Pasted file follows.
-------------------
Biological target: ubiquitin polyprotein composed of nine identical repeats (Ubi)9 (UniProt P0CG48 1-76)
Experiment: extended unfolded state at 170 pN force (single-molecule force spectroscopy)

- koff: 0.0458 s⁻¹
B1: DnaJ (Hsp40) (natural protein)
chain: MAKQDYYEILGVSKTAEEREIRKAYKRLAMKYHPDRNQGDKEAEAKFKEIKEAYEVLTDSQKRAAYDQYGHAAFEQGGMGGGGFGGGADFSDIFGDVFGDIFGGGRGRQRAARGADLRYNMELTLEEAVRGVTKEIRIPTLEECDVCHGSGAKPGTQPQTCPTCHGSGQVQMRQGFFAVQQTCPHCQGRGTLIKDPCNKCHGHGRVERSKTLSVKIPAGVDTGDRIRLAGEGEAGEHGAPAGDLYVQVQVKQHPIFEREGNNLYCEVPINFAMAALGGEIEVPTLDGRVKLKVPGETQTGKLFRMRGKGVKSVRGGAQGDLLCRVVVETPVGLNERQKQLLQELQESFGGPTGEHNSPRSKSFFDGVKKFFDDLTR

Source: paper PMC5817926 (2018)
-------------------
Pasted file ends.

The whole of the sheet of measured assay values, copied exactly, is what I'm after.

Biological target: ubiquitin polyprotein composed of nine identical repeats (Ubi)9 (UniProt P0CG48 1-76)
Experiment: extended unfolded state at 170 pN force (single-molecule force spectroscopy)

- koff: 0.0458 s⁻¹
B1: DnaJ (Hsp40) (natural protein)
chain: MAKQDYYEILGVSKTAEEREIRKAYKRLAMKYHPDRNQGDKEAEAKFKEIKEAYEVLTDSQKRAAYDQYGHAAFEQGGMGGGGFGGGADFSDIFGDVFGDIFGGGRGRQRAARGADLRYNMELTLEEAVRGVTKEIRIPTLEECDVCHGSGAKPGTQPQTCPTCHGSGQVQMRQGFFAVQQTCPHCQGRGTLIKDPCNKCHGHGRVERSKTLSVKIPAGVDTGDRIRLAGEGEAGEHGAPAGDLYVQVQVKQHPIFEREGNNLYCEVPINFAMAALGGEIEVPTLDGRVKLKVPGETQTGKLFRMRGKGVKSVRGGAQGDLLCRVVVETPVGLNERQKQLLQELQESFGGPTGEHNSPRSKSFFDGVKKFFDDLTR

Source: paper PMC5817926 (2018)